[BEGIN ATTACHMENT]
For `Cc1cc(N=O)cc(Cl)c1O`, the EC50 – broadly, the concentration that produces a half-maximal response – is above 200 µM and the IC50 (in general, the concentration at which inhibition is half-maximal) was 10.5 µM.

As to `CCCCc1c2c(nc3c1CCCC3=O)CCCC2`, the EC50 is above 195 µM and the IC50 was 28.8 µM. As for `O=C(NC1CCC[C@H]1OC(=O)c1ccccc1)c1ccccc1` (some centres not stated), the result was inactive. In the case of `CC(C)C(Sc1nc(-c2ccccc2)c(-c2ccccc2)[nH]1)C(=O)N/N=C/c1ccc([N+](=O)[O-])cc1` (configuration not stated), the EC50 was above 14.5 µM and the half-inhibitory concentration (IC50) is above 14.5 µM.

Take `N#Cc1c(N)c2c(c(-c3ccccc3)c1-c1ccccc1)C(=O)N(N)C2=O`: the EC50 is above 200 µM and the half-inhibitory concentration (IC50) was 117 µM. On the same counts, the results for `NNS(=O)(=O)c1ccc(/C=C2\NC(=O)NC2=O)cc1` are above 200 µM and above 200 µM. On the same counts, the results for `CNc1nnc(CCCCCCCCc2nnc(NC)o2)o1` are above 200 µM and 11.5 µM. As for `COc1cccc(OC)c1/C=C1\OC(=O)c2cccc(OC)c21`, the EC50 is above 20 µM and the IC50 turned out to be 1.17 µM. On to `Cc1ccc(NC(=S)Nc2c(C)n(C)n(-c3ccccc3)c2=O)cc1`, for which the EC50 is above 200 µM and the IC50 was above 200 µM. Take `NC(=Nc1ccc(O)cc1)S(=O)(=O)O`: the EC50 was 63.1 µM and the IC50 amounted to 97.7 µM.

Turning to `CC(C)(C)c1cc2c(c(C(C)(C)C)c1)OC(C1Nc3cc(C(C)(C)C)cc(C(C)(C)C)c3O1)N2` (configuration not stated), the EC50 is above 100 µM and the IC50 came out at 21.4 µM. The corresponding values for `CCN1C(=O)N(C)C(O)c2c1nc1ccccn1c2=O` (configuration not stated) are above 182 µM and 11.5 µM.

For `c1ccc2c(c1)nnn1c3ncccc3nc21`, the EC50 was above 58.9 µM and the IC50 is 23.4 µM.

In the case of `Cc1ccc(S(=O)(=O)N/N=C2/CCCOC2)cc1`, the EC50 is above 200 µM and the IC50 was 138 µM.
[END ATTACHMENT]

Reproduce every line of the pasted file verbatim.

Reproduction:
For `Cc1cc(N=O)cc(Cl)c1O`, the EC50 – broadly, the concentration that produces a half-maximal response – is above 200 µM and the IC50 (in general, the concentration at which inhibition is half-maximal) was 10.5 µM.

As to `CCCCc1c2c(nc3c1CCCC3=O)CCCC2`, the EC50 is above 195 µM and the IC50 was 28.8 µM. As for `O=C(NC1CCC[C@H]1OC(=O)c1ccccc1)c1ccccc1` (some centres not stated), the result was inactive. In the case of `CC(C)C(Sc1nc(-c2ccccc2)c(-c2ccccc2)[nH]1)C(=O)N/N=C/c1ccc([N+](=O)[O-])cc1` (configuration not stated), the EC50 was above 14.5 µM and the half-inhibitory concentration (IC50) is above 14.5 µM.

Take `N#Cc1c(N)c2c(c(-c3ccccc3)c1-c1ccccc1)C(=O)N(N)C2=O`: the EC50 is above 200 µM and the half-inhibitory concentration (IC50) was 117 µM. On the same counts, the results for `NNS(=O)(=O)c1ccc(/C=C2\NC(=O)NC2=O)cc1` are above 200 µM and above 200 µM. On the same counts, the results for `CNc1nnc(CCCCCCCCc2nnc(NC)o2)o1` are above 200 µM and 11.5 µM. As for `COc1cccc(OC)c1/C=C1\OC(=O)c2cccc(OC)c21`, the EC50 is above 20 µM and the IC50 turned out to be 1.17 µM. On to `Cc1ccc(NC(=S)Nc2c(C)n(C)n(-c3ccccc3)c2=O)cc1`, for which the EC50 is above 200 µM and the IC50 was above 200 µM. Take `NC(=Nc1ccc(O)cc1)S(=O)(=O)O`: the EC50 was 63.1 µM and the IC50 amounted to 97.7 µM.

Turning to `CC(C)(C)c1cc2c(c(C(C)(C)C)c1)OC(C1Nc3cc(C(C)(C)C)cc(C(C)(C)C)c3O1)N2` (configuration not stated), the EC50 is above 100 µM and the IC50 came out at 21.4 µM. The corresponding values for `CCN1C(=O)N(C)C(O)c2c1nc1ccccn1c2=O` (configuration not stated) are above 182 µM and 11.5 µM.

For `c1ccc2c(c1)nnn1c3ncccc3nc21`, the EC50 was above 58.9 µM and the IC50 is 23.4 µM.

In the case of `Cc1ccc(S(=O)(=O)N/N=C2/CCCOC2)cc1`, the EC50 is above 200 µM and the IC50 was 138 µM.